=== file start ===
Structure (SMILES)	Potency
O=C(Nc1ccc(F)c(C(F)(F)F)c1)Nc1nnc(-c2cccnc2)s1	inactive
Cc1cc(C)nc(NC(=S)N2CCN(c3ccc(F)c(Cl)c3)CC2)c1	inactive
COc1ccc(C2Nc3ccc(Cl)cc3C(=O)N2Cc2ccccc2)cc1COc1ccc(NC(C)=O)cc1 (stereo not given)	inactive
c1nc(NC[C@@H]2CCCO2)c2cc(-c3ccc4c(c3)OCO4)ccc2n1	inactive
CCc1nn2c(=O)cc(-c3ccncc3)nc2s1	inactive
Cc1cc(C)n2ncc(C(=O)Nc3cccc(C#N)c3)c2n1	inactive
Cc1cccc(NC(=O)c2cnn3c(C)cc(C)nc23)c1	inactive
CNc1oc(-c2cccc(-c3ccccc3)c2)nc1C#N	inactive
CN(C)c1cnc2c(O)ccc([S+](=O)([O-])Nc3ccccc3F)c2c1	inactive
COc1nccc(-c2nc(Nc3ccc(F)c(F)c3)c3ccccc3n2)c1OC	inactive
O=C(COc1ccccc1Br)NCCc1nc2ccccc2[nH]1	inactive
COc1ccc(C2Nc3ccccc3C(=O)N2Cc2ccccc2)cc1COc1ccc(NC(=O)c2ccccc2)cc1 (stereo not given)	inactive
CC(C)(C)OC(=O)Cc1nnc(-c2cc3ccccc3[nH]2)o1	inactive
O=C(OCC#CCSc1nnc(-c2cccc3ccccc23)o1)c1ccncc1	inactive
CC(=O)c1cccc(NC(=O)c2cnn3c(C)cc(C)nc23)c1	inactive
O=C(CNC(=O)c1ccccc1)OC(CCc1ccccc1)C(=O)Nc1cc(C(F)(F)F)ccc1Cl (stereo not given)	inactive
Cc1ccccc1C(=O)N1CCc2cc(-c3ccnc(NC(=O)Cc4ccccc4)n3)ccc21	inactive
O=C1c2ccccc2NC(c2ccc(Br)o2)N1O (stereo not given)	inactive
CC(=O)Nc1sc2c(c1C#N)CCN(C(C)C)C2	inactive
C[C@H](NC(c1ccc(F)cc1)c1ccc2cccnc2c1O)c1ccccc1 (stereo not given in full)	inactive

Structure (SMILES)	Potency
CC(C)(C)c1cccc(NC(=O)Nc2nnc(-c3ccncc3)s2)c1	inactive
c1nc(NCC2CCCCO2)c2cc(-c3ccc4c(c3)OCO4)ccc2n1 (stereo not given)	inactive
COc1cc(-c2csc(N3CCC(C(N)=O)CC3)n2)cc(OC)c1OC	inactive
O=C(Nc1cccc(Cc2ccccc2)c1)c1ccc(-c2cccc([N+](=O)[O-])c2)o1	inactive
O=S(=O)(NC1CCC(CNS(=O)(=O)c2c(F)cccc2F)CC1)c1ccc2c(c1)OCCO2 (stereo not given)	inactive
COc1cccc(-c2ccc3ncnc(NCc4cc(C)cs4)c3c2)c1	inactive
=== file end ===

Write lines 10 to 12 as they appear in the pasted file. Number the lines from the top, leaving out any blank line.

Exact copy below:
CN(C)c1cnc2c(O)ccc([S+](=O)([O-])Nc3ccccc3F)c2c1	inactive
COc1nccc(-c2nc(Nc3ccc(F)c(F)c3)c3ccccc3n2)c1OC	inactive
O=C(COc1ccccc1Br)NCCc1nc2ccccc2[nH]1	inactive